Thursday, September 29, 2011

The two best things about LX5 firmware 2.0

Yesterday I wrote that I tried to get the same result from RAW files as from the JPEGs from the camera. Andreas quite rightly questioned this: "You're competing with a mindless algorithm. I see no reason why it should be right."

What I really meant was consistency - that when I take a photograph I can know in advance how it will turn out. And I don't mean know in the rational sense, I mean deep down gut feeling, seeing how the photograph will turn out.

And thus I don't like a workflow that relies on creativity at post-processing stage. I want the result to be as predictable as possible. My theory is that only this way it is possible to learn an instinctive approach to photography, aiming and shooting without thinking at all.

So, I will take an mindless algorithm any day if it generates good enough quality with reasonable predictability.

Yesterday I wrote about the book The Practice of Contemplative Photography: Seeing the World with Fresh Eyes by Andy Karr and Michael Wood (Shambhala, 2011). The authors are also of similar opinion: to learn this style of photography, one must make things as simple as possible. So, don't rely on post-processing, and don't fiddle with the camera when you are taking a photograph. Don't think. It is only before and after taking a photograph when one should think.

I mentioned yesterday that my approach is a bit different that what Karr and Wood suggest. Instead of relying on those moments when the mind enters the moment of now - when perception takes over - I rely on a much simpler thing: repetition. And I really mean repetition.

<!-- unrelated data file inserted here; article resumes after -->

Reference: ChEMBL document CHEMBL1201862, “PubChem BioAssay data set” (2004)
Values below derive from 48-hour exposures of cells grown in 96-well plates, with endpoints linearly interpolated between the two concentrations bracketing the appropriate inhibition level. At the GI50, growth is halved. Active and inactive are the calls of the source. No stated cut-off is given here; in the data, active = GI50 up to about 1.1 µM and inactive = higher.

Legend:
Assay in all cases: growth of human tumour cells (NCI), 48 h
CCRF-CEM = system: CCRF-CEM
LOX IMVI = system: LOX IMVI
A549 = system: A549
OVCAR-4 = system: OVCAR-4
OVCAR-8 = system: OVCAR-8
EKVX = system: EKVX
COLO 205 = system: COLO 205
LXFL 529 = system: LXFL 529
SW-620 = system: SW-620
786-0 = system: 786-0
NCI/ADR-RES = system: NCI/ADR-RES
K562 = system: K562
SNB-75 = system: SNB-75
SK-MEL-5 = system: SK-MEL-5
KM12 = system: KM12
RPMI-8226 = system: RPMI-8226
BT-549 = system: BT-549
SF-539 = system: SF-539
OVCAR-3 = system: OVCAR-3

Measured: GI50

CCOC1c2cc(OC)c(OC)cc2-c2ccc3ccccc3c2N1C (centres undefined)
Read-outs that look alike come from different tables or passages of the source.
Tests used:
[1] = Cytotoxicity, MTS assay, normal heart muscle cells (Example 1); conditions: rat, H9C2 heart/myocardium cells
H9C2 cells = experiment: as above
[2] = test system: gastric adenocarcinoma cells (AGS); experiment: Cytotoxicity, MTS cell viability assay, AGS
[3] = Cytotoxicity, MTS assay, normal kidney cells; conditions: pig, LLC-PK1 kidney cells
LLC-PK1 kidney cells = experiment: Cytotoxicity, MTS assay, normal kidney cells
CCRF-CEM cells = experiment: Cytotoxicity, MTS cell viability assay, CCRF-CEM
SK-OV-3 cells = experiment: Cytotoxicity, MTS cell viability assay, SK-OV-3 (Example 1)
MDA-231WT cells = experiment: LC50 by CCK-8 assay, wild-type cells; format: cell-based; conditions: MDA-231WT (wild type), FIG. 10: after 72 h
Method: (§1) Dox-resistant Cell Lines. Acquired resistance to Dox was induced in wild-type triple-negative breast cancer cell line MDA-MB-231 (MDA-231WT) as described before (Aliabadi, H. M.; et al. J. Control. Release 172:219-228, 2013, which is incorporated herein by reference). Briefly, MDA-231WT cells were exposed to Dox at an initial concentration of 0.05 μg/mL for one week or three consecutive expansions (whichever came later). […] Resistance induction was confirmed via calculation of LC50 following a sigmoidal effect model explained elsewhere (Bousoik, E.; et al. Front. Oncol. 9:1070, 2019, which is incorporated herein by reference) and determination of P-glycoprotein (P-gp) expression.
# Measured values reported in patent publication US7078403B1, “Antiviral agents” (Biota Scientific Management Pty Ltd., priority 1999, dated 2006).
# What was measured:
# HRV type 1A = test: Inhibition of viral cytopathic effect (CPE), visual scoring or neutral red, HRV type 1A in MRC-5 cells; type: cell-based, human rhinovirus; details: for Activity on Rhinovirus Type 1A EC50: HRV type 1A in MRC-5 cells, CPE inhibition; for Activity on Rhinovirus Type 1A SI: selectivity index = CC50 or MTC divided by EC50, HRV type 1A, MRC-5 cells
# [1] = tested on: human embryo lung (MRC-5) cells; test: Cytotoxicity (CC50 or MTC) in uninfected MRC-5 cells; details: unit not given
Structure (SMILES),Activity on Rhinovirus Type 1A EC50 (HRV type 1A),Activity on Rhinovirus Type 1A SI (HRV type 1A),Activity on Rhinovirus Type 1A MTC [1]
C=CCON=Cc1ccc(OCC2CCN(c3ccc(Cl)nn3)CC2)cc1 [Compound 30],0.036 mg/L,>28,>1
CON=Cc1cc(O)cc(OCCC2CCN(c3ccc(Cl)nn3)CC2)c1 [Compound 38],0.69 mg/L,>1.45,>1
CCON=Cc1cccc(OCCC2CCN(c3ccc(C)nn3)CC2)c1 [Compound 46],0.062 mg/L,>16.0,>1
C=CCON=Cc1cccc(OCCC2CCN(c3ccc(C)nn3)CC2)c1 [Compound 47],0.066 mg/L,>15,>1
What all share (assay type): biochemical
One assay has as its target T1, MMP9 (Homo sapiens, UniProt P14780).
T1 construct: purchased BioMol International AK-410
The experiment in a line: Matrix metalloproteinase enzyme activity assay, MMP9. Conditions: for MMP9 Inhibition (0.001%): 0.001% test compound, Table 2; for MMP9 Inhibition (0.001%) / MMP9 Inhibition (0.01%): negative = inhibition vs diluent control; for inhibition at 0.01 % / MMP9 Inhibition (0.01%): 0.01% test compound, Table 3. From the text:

However, sometimes repetition gets a bit excessive, even for me. Yesterday I took 499 photographs. Today: 365. I think reading the book may have contributed to this excession.

Repetition and simplicity, those are the basics of my approach. It may be a strange way of taking photographs, but it is mine, and I have grown into it.

You should't emulate it. Everyone has their own steps to follow.

But lets return to ground from this abstract conceptualization, to discuss the gritty details.

Today I switched away from RAW+JPEG and generated JPEGs only while shooting at ISO 500. I was at the limit of handheld shooting: the photograph titled Wet was taken at f/2.0, ISO 500, 0.8 s. It it remarkable what you can do with the LX5.

I have grown to appreciate the LX5, and the firmware version 2.0.

The two best things - compared to the LX3 - are 1) fast focusing in darker conditions and 2) reasonably consistent white balance.

With the LX3 I switched over to manual focusing, usually hyperfocal, when it got darker. But with the LX5 I haven't needed manual focusing at all. When it starts getting dark the camera is a little bit slower than in daytime, but not much worse. This is really a blessing.

In addition the LX5 seems to be more consistent than the LX3 when there are various artificial light sources in addition to natural light. With the LX3 you never knew what it would do next. But the LX5 seems more robust in this sense. I don't always like what I'm getting, but at least there are less occasions to be surprised by the results.


Francesco said...

I like your approach to photography. But two questions:
1) repetition and predicatability of results are not in contraddiction?
2) how many times do you spend on your pc to analyze (or simply visualize) your shoots?
I am asking you that because in my approach to photohgraphy I find myself sometimes too much "thinking" (and not being satisfied by the results) and lacking time to review the shoots.
Regards (sorry for my bad english)

Juha Haataja said...

@Francesco: Thanks for the good questions.

I tried to answer 1) in a new posting.

As for 2), I try to minimize the time spent at the computer. So, I let Aperture digest the photographs from the memory card, and then I go fast though them all, deleting 90-95% of them at once. And then I may make another deletion round just in case. The remaining I upload to Flickr, and make a posting of a selection.

Francesco said...

thanks for the answer. I think one of the rule of digital photography, near "keep shooting" is "keep deleting"

Juha Haataja said...

@Francesco: "Keep deleting", that is a good rule to remember!